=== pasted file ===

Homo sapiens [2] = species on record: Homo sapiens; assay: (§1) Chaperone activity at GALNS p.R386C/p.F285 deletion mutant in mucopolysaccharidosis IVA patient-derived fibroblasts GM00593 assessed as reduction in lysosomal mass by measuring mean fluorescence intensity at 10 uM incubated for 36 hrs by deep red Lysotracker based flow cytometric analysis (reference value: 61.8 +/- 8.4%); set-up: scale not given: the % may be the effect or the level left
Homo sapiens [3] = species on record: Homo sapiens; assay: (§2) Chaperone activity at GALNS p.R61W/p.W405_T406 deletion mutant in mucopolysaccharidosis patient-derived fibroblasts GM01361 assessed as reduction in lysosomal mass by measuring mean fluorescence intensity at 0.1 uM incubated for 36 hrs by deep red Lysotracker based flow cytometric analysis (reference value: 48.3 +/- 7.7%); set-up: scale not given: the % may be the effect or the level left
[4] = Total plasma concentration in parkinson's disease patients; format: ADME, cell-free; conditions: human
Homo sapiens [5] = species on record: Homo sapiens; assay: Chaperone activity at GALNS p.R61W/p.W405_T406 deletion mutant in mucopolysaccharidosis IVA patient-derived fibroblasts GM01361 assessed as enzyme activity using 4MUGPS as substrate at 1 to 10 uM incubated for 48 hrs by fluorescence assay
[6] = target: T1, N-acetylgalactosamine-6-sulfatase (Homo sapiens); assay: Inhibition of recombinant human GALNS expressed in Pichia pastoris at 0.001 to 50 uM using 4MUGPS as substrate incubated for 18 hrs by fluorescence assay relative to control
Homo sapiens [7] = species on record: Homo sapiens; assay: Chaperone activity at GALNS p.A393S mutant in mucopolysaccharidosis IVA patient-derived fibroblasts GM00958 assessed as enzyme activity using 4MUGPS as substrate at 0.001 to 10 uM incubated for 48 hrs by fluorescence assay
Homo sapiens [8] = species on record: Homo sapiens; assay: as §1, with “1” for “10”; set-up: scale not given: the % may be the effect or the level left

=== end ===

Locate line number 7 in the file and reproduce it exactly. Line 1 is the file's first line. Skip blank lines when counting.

Homo sapiens [8] = species on record: Homo sapiens; assay: as §1, with “1” for “10”; set-up: scale not given: the % may be the effect or the level left